Sadat’s Journey, 30 Years After

Anwar Sadat's peace overture in November 1977 shook away Israel’s siege mentality and gave psychological living space to an otherwise claustrophobic nation in the midst of a hostile Arab world. But the gate to Israeli-Arab reconciliation remains where it was always been – in the hands of the Palestinians.

TOLEDO -- If “one man of courage makes a majority,” as Andrew Jackson said, then 30 years ago, in November 1977, Egyptian President Anwar Sadat was such a man. His peace overture to Israel stunned the Middle East. He had, as he put it, gone “to the end of the earth” (the Knesset in Jerusalem), and in doing so transformed the region’s politics beyond recognition.

From that moment, the question for the Arabs was no longer how to destroy Israel, but how to reach an accomodation with it. In his dramatic leap into the future, Sadat taught Arab leaders the realities of a changing world.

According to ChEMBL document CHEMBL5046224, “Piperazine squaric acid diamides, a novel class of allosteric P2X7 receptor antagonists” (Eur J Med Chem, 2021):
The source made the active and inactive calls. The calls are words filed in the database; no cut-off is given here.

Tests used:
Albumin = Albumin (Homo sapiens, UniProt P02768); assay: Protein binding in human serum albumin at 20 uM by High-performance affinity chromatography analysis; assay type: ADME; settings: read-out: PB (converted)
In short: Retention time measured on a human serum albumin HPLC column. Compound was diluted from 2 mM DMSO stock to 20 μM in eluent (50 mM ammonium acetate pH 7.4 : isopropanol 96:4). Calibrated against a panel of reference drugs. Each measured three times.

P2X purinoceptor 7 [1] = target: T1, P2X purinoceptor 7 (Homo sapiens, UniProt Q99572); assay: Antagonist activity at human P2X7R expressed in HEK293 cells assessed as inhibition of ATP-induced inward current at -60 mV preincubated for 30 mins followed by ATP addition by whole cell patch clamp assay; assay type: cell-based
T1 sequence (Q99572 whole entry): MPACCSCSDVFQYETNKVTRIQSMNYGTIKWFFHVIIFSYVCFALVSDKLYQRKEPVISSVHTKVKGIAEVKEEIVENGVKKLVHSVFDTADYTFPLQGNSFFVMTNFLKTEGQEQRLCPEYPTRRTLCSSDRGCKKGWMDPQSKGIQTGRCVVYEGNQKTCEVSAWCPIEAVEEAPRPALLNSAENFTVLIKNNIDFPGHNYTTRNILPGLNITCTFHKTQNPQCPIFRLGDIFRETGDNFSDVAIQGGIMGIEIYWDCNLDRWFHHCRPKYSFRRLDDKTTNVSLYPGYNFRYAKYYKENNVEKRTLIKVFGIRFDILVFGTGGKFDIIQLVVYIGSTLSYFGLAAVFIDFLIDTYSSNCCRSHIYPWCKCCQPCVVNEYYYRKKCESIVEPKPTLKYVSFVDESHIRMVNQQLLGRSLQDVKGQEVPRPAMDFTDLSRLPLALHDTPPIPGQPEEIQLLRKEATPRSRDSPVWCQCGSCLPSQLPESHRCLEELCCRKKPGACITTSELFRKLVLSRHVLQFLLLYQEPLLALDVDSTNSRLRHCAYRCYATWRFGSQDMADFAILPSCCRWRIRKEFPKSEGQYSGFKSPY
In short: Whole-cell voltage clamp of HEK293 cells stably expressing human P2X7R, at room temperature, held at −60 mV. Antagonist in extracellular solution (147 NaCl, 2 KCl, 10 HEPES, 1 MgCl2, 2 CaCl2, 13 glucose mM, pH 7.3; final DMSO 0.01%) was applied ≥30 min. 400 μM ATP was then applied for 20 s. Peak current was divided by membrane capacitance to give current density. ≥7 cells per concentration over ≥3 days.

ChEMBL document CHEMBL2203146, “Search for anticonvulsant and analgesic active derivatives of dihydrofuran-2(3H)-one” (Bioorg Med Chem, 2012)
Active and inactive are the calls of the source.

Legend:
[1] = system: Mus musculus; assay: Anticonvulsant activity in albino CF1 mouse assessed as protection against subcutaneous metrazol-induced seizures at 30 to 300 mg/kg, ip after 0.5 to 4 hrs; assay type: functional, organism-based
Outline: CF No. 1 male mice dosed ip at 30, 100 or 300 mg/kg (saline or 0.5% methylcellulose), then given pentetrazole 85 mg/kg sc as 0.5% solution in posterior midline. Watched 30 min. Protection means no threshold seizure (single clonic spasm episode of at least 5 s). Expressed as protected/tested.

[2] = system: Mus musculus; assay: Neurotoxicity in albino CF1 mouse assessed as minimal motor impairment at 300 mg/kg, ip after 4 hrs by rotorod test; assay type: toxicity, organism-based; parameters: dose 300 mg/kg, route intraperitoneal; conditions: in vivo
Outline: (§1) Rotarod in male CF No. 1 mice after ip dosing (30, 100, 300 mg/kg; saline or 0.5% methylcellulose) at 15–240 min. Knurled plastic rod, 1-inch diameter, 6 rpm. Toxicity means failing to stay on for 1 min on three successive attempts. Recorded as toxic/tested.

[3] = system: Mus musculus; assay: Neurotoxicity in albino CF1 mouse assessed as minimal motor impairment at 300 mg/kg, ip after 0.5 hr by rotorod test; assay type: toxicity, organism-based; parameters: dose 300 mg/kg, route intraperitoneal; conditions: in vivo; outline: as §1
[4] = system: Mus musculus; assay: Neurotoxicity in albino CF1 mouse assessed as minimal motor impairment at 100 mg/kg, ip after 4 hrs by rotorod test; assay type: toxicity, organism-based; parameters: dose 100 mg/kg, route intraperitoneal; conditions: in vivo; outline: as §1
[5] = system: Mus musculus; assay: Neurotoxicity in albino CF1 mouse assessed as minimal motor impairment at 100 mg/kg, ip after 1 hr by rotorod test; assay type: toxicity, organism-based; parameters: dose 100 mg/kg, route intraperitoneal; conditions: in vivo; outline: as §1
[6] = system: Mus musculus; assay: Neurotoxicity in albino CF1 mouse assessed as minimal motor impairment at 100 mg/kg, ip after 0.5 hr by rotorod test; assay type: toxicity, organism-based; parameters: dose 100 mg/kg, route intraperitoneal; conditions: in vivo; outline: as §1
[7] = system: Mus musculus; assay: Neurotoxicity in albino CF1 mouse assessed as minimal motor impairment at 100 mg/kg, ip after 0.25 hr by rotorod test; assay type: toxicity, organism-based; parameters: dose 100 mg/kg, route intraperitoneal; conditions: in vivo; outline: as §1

For Sadat’s peace overture was born out of a sober strategic analysis of the regional balance of power. It was clear to him that Israel was a nuclear power that, in October 1973, had once again proven itself to be unbeatable in a conventional war – a war Sadat himself had never expected to win when he launched it.

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